Do you purge the steam wand before steaming?
Hello all, I have noticed that when steaming with my Rancilio LUCY that the weight of the milk increases by about 25%. If I steam 100g of milk up to 68C and weigh it again its about 125g. Im letting the steam build up for about 2min after pulling the shot. Is this long enough? Is my steam too "wet"? Or is this normal? The same happens for other volumes as well. The texture of the milk seems OK, no big bubbles.
Do you purge the steam wand before steaming?
Yes, its normal - you are adding air to the milk; air has weight (weigh a balloon before and after inflation).
25% increase in weight sounds like a lot. You would be adding a small amount of water, I imagine, as steam condenses in the initially cold milk.
You could try steaming plain water without adding air and see how much the weight increases (ie just keep the steam tip completely submerged). That could give you an idea of any water being added.
25g would be 25ml of weight if all water.Originally Posted by 68627760606F7B7D0E0 link=1242702533/2#2 date=1242703525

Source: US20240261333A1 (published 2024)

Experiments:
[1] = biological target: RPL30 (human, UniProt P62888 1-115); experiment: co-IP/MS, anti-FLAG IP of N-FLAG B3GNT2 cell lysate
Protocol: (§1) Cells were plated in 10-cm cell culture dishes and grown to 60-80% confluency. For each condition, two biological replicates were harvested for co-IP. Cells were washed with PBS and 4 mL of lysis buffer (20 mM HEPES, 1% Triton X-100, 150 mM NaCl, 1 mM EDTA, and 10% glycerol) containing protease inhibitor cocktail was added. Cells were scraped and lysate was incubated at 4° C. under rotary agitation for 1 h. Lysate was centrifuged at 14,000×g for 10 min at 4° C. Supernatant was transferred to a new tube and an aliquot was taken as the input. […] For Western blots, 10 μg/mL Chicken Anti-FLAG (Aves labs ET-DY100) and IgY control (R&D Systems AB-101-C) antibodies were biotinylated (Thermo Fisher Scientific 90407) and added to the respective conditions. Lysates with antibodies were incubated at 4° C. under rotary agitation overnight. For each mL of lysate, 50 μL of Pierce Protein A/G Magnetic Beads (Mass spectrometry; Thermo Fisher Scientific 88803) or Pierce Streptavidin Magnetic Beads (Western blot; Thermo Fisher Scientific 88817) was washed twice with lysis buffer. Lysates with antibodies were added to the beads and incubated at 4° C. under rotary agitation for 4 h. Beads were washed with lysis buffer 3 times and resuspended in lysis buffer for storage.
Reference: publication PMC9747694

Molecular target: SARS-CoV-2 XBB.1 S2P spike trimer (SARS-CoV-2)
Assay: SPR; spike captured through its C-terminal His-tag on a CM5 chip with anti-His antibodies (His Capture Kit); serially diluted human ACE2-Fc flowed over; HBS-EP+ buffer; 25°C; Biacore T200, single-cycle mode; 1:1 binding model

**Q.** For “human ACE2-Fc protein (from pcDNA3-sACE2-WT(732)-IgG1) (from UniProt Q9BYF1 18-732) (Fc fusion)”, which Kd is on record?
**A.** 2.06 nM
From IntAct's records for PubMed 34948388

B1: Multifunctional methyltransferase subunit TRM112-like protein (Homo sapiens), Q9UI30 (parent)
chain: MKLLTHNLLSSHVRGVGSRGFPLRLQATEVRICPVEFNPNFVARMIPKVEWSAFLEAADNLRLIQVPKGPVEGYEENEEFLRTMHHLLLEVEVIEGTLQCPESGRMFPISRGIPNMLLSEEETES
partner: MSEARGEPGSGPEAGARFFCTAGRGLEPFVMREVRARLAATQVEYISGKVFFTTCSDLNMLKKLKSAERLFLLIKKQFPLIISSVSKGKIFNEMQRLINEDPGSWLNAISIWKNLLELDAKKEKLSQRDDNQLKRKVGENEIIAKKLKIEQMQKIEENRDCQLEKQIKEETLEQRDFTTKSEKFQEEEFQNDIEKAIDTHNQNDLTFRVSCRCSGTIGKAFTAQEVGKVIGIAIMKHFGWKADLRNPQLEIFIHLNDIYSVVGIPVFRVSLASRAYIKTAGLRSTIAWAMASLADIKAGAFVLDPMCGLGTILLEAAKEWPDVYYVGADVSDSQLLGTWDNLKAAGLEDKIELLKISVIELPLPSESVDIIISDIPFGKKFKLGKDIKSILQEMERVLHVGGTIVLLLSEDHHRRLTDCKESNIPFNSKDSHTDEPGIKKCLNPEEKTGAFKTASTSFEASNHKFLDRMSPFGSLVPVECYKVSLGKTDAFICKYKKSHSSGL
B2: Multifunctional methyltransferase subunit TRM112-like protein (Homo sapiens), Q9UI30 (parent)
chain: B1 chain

Thats about 5 teaspoons isnt it?
I think youre understating it flynn.
Sounds more like a bloody lot to me.
My machines off now but Im willing to sacrifice 100ml of milk tomorrow to see what happens.
P.S. I dont think air weighs very much.
How do I zero my scale in a vacuum so I can weigh the air in my balloon?
Flyn, the balloon weights more after blowing up due to an increase in pressure, Im not sure that the microfoam can hold air at pressure significant enough for it to increase the weight. For all intensive purposes I think that all the weight increase can be attributed to water from the steam.
As TG suggests I will have a go tomorrow and see what results I get.
No it doesnt weigh much - certainly not 25g. But I do remember the science experiment I did at school where we use a beam balance scale to weigh the balloon before inflation. When you inflated it, the scale tipped towards the balloon side proving it was heavier. Conclusion: air has weight.Originally Posted by 516D706B616077626A61050 link=1242702533/3#3 date=1242717318
You dont need a vacuum to conduct the experiment.
I suspect Charlie could be on to the main reason for the weight increase
In all practicality, air has no weight. If it did, we would be weighing the column of air above any object we were weighing as well as the object.